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Ann Thorac Surg. 2007 Jan;83(1):93-9.

Impact of diabetes on five-year outcomes of patients with multivessel coronary artery disease.

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Heart Institute, University of São Paulo, São Paulo, Brazil.



Diabetes mellitus is a major cause of coronary artery disease. Despite improvement in the management of patients with stable coronary artery disease, diabetes remains a major cause of increased morbidity and mortality. Although coronary artery bypass grafting surgery (CABG) and percutaneous coronary intervention are widely used, no conclusive evidence exists that either treatment modality is better than medical therapy alone for the treatment of stable single- or multivessel coronary disease in patients with diabetes.


We compared medical therapy, percutaneous coronary intervention, and CABG in 499 diabetic patients (38.5%) and 799 nondiabetic patients (61.5%) with single- or multivessel coronary disease. The composite primary endpoint was cardiac-related death, Q-wave myocardial infarction, or refractory angina requiring revascularization.


We treated 1,298 patients with either CABG (n = 524), percutaneous coronary intervention (n = 378), or medical therapy (n = 396). More deaths occurred among patients with diabetes than among patients without diabetes, regardless of which option was used (p < 0.001). When treatment modalities were stratified according to the number of diseased vessels, CABG was shown to be more beneficial for patients with diabetes and multivessel disease than for patients with diabetes and single-vessel disease (p < 0.001). However, when stratified by treatment, patients with diabetes receiving medical therapy had a worse prognosis than patients with diabetes treated with CABG (p = 0.005).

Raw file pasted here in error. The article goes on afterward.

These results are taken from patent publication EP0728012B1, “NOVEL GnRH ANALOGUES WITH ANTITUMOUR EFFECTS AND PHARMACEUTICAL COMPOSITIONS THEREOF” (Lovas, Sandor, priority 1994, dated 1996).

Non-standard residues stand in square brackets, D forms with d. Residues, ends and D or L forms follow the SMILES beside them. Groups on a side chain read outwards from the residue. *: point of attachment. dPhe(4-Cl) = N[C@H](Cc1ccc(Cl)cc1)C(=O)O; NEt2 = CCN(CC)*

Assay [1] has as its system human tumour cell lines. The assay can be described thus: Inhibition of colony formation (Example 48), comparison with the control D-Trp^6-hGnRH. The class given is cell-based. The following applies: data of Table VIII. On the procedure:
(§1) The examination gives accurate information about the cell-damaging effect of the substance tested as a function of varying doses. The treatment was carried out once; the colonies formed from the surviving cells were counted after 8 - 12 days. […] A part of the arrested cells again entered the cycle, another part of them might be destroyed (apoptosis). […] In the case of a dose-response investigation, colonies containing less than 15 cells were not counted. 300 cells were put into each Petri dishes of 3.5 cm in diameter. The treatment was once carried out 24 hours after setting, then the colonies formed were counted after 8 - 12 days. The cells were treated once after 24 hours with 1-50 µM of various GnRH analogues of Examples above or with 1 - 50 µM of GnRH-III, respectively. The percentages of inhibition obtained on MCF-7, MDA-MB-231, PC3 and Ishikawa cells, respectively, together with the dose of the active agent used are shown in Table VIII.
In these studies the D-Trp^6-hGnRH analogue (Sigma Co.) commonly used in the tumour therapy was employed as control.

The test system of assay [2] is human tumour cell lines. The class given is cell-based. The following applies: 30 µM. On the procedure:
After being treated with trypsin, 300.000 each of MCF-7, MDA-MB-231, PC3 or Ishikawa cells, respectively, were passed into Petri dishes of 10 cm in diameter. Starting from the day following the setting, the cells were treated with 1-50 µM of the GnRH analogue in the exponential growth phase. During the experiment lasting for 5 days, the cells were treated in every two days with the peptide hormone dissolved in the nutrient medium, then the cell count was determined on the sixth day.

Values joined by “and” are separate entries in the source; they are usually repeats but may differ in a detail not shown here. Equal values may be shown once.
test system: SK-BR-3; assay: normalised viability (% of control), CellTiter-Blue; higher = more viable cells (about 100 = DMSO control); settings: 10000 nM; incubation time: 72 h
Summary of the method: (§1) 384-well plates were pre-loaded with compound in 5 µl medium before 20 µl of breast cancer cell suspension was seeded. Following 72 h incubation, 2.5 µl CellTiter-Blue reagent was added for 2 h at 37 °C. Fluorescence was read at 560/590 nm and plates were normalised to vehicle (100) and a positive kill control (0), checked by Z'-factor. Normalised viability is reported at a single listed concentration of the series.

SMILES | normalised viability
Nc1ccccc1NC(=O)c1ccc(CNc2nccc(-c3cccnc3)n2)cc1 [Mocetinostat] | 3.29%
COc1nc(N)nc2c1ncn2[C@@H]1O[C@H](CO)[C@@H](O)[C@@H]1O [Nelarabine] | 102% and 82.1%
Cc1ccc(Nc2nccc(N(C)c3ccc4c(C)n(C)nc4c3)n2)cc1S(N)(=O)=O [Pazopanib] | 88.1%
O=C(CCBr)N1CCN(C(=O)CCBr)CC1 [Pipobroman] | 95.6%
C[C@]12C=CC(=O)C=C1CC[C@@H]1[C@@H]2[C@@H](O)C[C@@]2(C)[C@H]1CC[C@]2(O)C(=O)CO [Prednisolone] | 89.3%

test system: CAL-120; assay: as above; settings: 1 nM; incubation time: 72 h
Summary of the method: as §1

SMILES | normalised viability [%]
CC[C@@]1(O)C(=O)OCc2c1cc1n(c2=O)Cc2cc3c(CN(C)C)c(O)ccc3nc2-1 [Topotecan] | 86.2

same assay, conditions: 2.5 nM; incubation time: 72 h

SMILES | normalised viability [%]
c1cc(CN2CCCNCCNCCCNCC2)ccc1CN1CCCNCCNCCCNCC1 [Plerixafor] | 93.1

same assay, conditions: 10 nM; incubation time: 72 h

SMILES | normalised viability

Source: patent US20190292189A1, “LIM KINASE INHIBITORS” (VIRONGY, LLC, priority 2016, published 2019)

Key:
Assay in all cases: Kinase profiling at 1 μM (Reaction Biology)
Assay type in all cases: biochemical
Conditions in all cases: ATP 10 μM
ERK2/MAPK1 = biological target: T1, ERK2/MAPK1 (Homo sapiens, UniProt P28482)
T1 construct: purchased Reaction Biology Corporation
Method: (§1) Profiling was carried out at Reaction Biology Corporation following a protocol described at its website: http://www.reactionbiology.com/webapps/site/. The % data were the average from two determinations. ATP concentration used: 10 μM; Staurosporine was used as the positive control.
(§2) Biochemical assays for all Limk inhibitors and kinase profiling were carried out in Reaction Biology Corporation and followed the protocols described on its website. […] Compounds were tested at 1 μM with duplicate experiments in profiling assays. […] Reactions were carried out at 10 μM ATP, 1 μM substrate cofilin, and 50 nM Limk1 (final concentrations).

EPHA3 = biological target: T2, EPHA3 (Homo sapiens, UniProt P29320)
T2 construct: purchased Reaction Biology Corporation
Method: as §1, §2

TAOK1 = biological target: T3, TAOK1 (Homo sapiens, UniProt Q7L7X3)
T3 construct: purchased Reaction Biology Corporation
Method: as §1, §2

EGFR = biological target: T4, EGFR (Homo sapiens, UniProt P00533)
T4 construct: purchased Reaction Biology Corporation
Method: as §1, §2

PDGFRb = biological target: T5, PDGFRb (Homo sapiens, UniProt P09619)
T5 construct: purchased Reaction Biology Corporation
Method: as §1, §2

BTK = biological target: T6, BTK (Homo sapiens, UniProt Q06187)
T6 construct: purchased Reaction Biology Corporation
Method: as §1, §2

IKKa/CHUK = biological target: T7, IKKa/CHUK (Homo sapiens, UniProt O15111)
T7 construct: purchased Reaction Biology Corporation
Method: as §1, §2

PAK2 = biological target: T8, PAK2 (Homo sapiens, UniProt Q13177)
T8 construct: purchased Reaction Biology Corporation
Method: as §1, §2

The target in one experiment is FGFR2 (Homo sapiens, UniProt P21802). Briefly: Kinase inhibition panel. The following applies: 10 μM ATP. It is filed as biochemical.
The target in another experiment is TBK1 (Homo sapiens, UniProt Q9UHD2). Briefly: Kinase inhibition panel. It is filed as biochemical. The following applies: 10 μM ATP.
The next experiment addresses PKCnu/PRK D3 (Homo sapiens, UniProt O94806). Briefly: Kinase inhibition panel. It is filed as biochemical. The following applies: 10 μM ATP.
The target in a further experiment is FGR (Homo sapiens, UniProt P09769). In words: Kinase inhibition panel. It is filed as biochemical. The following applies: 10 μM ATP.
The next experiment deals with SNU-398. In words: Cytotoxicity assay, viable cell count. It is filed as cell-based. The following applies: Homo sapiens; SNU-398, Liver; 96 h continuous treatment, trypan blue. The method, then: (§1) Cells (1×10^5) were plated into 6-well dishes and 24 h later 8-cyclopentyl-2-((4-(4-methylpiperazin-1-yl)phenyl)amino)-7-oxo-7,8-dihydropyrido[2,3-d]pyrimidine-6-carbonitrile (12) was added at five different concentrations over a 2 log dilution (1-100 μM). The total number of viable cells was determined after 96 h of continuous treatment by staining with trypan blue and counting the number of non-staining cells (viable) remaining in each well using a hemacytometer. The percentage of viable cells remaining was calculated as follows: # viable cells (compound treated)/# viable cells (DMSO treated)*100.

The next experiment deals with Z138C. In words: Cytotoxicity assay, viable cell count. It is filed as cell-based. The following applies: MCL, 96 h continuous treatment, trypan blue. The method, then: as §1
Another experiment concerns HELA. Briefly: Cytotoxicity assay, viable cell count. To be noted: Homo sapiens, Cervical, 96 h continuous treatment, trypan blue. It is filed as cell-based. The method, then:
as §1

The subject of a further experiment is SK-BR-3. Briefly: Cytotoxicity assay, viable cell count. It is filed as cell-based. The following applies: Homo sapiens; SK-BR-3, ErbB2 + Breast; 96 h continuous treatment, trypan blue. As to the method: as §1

All three therapeutic regimens resulted in high rates of cardiac-related deaths among patients with diabetes compared with patients without diabetes. Moreover, we observed better outcomes among patients with diabetes and multivessel coronary artery disease undergoing CABG regarding the primary endpoint at 5-year follow-up.

[Indexed for MEDLINE]

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